Test automation is one of the biggest buzzwords in quality assurance right now, and for good reason. Properly designed software test automation allows companies to quickly and inexpensively test their software’s code and find vulnerabilities before they become a problem.
Like a lot of buzzwords, though, there can be confusion about what the phrase actually means. Many companies know that test automation will save them time and money, but not how software test automation does this or when it should be applied. To help you understand software automated testing better, we’ve compiled a quick breakdown of the pros, cons and basics of software test automation.
What is Software Test Automation?
Software test automation is the process of writing and using coded scripts to test your software. Essentially, you are writing a program that will perform the same tests you would perform on your software, or have someone else perform on your software manually. However, unlike having a software tester manually look over your software, an automated script can perform the same task much faster. This is especially useful when testing your software requires performing data-driven testing, or regression testing requiring the same test to be run multiple times with a slightly different data input each time.
The Pros of Automated Software Testing
The biggest benefit of automated software testing is that it can free up the time your software developers and testers need to spend on repetitive tasks, meaning they can use their time to focus on more important things. Automating your software testing means that no one has to be there to manually run the same test over and over, whether for regression testing or data-driven testing. Instead, you have the starting time investment of writing the testing script, and then the script can handle running the actual tests.
For data-driven tests especially, it offers the ability to simply feed the necessary values from a spreadsheet, database table, random generator, what have you. This makes tests that you’d never run manually, like, say, testing data values using every zip code in the county / state / country, feasible. It greatly expands the types of tests you can perform, with a corresponding increase in final quality.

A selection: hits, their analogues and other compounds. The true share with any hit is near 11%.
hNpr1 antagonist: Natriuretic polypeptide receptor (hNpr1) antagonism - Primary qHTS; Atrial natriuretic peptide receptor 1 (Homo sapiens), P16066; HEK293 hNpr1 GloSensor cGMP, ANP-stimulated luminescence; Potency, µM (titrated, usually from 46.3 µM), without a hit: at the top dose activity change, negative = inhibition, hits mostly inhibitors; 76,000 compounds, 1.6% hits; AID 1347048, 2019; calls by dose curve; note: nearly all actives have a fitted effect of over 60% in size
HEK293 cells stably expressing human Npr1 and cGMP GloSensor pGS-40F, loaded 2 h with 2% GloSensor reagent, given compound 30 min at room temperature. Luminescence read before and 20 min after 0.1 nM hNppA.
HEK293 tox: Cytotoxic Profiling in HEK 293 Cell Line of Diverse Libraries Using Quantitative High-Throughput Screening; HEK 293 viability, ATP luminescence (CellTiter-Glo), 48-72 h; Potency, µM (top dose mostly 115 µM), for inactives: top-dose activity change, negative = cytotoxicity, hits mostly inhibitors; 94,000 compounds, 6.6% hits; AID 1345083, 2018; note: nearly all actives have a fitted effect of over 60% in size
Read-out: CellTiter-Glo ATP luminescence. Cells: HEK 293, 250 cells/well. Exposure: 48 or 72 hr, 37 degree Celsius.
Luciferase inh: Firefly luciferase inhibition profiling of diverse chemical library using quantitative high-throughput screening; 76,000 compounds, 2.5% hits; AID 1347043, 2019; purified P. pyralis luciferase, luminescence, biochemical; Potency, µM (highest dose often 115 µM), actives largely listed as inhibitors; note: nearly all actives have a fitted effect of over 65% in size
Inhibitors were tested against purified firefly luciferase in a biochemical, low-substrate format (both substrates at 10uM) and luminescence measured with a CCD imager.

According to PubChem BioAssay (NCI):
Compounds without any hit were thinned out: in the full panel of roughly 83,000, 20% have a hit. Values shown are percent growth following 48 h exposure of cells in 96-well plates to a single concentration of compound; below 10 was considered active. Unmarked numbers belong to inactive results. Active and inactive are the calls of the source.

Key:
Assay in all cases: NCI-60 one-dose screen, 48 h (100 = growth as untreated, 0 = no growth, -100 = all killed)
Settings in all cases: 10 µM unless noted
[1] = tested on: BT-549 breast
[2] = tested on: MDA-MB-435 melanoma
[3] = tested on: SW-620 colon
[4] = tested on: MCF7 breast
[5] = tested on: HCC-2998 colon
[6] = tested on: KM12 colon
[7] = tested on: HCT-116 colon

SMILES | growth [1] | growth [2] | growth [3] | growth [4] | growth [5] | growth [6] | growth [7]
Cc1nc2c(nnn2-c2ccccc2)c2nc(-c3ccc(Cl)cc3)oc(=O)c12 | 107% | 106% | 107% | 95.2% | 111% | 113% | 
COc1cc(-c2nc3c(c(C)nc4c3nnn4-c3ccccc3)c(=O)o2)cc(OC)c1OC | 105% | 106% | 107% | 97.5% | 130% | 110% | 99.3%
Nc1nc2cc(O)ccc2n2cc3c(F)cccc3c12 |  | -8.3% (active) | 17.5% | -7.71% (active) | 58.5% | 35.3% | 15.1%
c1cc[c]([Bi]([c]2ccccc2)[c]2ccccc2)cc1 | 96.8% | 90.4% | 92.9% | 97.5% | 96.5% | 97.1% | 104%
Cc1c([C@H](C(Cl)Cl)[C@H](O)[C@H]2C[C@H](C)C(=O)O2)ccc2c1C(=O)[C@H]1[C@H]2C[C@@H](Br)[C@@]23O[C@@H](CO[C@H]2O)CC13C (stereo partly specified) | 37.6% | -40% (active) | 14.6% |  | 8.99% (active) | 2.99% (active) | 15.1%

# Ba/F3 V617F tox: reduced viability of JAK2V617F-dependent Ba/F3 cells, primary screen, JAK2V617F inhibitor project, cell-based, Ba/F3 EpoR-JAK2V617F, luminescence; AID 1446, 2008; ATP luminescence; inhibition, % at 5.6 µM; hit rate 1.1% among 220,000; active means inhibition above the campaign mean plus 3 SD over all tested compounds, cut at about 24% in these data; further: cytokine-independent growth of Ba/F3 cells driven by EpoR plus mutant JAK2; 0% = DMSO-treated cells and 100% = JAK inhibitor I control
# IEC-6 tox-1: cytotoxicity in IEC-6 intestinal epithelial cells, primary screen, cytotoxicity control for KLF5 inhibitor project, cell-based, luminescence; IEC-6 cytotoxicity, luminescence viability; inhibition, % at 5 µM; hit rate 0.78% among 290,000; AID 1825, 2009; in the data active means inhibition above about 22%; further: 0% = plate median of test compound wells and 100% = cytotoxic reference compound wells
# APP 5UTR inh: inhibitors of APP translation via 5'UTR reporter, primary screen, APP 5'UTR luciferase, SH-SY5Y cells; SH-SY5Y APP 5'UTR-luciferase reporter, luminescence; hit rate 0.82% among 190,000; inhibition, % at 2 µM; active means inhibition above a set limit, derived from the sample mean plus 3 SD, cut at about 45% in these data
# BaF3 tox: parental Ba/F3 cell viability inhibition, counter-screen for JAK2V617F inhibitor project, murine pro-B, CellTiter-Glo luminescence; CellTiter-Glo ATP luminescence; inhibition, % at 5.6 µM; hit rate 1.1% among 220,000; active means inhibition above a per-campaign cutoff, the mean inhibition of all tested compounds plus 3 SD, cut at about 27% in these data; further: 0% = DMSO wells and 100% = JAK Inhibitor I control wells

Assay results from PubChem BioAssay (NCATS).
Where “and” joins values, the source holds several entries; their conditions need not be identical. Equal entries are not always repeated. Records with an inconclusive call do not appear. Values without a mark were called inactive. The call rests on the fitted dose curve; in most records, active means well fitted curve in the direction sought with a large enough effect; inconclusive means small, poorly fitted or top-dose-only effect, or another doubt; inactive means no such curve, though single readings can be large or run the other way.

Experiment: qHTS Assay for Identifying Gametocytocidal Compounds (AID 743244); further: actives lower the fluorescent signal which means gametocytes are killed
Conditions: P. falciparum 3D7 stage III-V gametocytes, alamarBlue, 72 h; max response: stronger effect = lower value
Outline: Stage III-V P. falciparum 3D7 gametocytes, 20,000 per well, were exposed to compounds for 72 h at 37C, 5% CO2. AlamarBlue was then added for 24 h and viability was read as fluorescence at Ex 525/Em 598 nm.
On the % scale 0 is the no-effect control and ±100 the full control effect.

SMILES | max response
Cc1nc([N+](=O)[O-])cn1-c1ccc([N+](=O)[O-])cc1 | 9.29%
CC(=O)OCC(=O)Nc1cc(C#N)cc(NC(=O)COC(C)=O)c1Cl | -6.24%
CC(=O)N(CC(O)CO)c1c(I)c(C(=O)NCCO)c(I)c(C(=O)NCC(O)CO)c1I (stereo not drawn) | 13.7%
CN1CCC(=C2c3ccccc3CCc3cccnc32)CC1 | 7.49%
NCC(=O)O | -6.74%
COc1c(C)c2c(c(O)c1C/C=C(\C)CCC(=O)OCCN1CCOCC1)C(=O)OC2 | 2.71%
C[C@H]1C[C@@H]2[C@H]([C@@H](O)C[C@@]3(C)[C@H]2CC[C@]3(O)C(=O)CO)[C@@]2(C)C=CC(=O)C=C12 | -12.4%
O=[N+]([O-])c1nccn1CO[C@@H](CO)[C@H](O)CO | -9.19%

The Cons of Automated Software Testing
Here’s the thing about automated software testing scripts: they can only test for what you tell them to. If you only tell them to test that a certain button is functioning properly, it will only tell you whether or not that button is functioning properly—not if that button is the right color or appears in the right place.
If your software is particularly complicated, prone to constant change, or involves multiple interlocking or referenced parts of other software, automated testing can also fail. Your test may know to look for the “Shopping Cart” button but not the “Add to Cart” button if you change the button’s name, and all your tests will come back negatively despite the button working. Or, if you ask the testing script to check for multiple problems at once, a slight change of coding in one part of the test may send back a negative even if the other sections work fine.
Software testing automation also does not fix the code for your developers. They will still have to do all the work of finding and fixing bugs once the automated test finds them.
When to Use Software Test Automation
Using software test automation works best when the code you are trying to test is simple and static, not constantly updating or changing. Since automated testing scripts can’t test new ideas they’re not written to test, it doesn’t do well to try and use automated testing on software that is still under development. If your software is already released and is stable, and you only need to check over your code when an update is made or maintenance performed, that’s the best situation in which to use automated software testing.
Software test automation is an important part of the testing tool kit. The larger your application, the faster your turn around, the more complex the interactions–the more you need it.